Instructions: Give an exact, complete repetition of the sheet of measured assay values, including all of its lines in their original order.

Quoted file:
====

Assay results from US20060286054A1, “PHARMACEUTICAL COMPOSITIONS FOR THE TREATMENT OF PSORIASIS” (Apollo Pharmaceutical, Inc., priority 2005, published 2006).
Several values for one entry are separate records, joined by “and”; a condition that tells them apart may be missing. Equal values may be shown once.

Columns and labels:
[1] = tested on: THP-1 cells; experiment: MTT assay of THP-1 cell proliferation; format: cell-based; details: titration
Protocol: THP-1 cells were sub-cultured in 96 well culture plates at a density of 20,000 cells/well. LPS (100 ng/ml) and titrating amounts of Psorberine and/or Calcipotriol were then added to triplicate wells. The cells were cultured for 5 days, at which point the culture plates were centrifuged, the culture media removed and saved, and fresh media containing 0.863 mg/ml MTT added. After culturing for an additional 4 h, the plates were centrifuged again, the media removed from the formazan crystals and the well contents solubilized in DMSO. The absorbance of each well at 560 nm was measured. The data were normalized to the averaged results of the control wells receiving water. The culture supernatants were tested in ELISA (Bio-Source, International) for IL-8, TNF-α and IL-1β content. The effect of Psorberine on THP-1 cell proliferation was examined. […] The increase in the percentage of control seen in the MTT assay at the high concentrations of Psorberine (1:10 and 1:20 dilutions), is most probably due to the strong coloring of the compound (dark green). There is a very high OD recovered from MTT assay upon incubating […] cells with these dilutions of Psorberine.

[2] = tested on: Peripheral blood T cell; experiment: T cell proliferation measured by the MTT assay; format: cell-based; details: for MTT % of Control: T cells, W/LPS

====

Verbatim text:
Assay results from US20060286054A1, “PHARMACEUTICAL COMPOSITIONS FOR THE TREATMENT OF PSORIASIS” (Apollo Pharmaceutical, Inc., priority 2005, published 2006).
Several values for one entry are separate records, joined by “and”; a condition that tells them apart may be missing. Equal values may be shown once.

Columns and labels:
[1] = tested on: THP-1 cells; experiment: MTT assay of THP-1 cell proliferation; format: cell-based; details: titration
Protocol: THP-1 cells were sub-cultured in 96 well culture plates at a density of 20,000 cells/well. LPS (100 ng/ml) and titrating amounts of Psorberine and/or Calcipotriol were then added to triplicate wells. The cells were cultured for 5 days, at which point the culture plates were centrifuged, the culture media removed and saved, and fresh media containing 0.863 mg/ml MTT added. After culturing for an additional 4 h, the plates were centrifuged again, the media removed from the formazan crystals and the well contents solubilized in DMSO. The absorbance of each well at 560 nm was measured. The data were normalized to the averaged results of the control wells receiving water. The culture supernatants were tested in ELISA (Bio-Source, International) for IL-8, TNF-α and IL-1β content. The effect of Psorberine on THP-1 cell proliferation was examined. […] The increase in the percentage of control seen in the MTT assay at the high concentrations of Psorberine (1:10 and 1:20 dilutions), is most probably due to the strong coloring of the compound (dark green). There is a very high OD recovered from MTT assay upon incubating […] cells with these dilutions of Psorberine.

[2] = tested on: Peripheral blood T cell; experiment: T cell proliferation measured by the MTT assay; format: cell-based; details: for MTT % of Control: T cells, W/LPS